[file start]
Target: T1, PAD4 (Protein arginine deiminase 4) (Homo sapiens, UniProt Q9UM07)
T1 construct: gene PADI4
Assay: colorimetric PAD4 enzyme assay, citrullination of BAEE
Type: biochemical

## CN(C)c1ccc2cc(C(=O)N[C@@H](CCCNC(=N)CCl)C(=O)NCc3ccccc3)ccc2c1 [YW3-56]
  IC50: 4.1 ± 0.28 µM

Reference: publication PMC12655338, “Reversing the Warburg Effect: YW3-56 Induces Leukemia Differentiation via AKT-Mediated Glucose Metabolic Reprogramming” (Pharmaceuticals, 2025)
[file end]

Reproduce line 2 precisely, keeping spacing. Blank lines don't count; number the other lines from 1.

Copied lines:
T1 construct: gene PADI4